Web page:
At the first sight of her husband’s flag-draped casket, Katherine Cathey broke into uncontrollable sobs, finding support in the arms of Major Steve Beck. When Beck first knocked on her door in Brighton, Colorado, to notify her of her husband’s death, she glared at him, cursed him, and refused to speak to him for more than an hour. Over the next several days, he helped guide her through the grief. By the time they reached the tarmac, she wouldn’t let go.
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Minutes after her husband’s casket arrived at the Reno airport, Katherine Cathey fell onto the flag. When 2nd Lt. James Cathey left for Iraq, he wrote a letter to Katherine that read, in part, “there are no words to describe how much I love you, and will miss you. I will also promise you one thing: I will be home. I have a wife and a new baby to take care of, and you guys are my world.”
The knock at the door begins a ritual steeped in tradition more than two centuries old; a tradition based on the same tenet: “Never leave a Marine behind.” When the wars began in Afghanistan and Iraq, Maj. Steve Beck expected to find himself overseas, in the heat of battle. He never thought he would be the one arranging funerals for his fallen comrades.
Major Steve Beck and another Marine approach the family home of 2nd Lt. James Cathey, preparing to escort the Catheys to the airport to receive their son’s body. Five days earlier, the shadows of Casualty Assistance Call Officers followed the same path, carrying the news no military family ever wants to hear. “I’ll never forget Major Beck’s profile,” said Bob Burns of the night he was notified of his son’s death. The gold star flag in the window signifies the death of a loved one oversees.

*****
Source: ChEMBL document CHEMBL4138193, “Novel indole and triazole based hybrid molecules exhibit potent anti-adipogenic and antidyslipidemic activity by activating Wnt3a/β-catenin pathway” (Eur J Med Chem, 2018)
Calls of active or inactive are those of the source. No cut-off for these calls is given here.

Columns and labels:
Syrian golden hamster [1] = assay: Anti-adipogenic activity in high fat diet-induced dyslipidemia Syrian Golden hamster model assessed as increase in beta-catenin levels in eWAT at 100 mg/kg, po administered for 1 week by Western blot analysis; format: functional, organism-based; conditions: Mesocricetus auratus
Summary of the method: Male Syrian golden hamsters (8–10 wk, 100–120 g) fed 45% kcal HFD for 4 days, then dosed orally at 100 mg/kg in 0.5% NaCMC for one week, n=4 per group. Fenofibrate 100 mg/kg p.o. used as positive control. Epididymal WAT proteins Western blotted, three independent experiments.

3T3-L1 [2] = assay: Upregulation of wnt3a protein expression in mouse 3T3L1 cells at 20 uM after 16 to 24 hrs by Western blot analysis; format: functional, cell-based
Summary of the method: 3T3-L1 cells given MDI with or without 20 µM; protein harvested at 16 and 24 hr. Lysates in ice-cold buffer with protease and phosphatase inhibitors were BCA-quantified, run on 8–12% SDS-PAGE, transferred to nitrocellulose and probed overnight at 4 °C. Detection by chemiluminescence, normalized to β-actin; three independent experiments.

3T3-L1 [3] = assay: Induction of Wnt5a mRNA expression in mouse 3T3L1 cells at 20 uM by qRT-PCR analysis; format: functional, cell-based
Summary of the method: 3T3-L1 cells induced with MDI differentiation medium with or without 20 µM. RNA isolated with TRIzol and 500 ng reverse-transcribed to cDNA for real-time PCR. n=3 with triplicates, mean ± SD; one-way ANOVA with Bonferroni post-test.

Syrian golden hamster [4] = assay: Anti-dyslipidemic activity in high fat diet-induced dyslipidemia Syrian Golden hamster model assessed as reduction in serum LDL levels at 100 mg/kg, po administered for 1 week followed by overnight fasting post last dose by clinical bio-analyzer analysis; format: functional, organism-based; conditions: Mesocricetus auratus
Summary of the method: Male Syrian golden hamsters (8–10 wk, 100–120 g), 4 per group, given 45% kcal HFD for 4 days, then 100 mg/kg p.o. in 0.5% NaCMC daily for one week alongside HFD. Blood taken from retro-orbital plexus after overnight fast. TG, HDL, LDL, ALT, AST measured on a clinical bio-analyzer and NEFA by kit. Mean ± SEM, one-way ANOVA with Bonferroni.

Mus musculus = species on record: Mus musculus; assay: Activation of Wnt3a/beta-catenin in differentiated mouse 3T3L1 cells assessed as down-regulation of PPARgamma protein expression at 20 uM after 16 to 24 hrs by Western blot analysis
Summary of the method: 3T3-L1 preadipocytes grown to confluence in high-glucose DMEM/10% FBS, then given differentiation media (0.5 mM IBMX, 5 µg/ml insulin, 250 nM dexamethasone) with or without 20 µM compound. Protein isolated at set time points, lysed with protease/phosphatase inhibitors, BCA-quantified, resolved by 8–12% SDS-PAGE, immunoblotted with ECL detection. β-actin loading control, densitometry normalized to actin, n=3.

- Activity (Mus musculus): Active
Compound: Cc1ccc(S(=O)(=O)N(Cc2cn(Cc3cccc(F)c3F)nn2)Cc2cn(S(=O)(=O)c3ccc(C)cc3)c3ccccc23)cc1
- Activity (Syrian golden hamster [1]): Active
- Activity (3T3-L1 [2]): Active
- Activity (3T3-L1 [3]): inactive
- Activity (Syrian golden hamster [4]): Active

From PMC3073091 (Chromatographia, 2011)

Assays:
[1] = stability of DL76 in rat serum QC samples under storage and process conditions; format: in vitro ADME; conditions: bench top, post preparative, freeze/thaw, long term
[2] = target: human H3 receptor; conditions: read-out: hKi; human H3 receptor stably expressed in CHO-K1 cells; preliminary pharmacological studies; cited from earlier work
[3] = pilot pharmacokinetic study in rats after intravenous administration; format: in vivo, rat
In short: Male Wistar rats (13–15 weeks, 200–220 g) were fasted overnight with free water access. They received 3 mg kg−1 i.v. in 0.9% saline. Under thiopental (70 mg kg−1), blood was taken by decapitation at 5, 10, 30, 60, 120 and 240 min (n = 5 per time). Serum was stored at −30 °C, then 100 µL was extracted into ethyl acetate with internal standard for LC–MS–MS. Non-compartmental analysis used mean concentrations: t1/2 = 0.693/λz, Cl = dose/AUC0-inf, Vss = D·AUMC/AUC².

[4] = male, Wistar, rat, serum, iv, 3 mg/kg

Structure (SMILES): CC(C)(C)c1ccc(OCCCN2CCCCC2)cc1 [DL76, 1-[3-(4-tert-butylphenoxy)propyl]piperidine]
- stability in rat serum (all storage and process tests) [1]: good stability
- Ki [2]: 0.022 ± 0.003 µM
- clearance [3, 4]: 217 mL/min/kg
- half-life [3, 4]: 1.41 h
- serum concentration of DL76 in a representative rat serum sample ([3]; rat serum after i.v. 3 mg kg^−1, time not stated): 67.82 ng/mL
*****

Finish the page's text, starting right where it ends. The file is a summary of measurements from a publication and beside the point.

After arriving at the funeral home, Katherine Cathey pressed her pregnant belly to her husband’s casket, moaning softly. Two days after she was notified of Jim’s death in Iraq, she found out they would have a boy. Born on December 23, 2005, he was named James Jeffrey Cathey, Jr.
Since James Cathey was killed in a massive explosion, his body was delicately wrapped in a shroud by military morticians, then his Marine uniform was laid atop his body. Since Katherine Cathey decided not to view her husband’s body, Maj. Steve Beck took her hand, and pressed it down on the uniform. “He’s here,” he said quietly. “Feel right here.”
The night before the burial of her husband’s body, Katherine Cathey refused to leave the casket, asking to sleep next to his body for the last time. The Marines made a bed for her, tucking in the sheets below the flag. Before she fell asleep, she opened her laptop computer and played songs that reminded her of “Cat,” and one of the Marines asked if she wanted them to continue standing watch as she slept. “I think it would be kind of nice if you kept doing it,” she said. “I think that’s what he would have wanted.”
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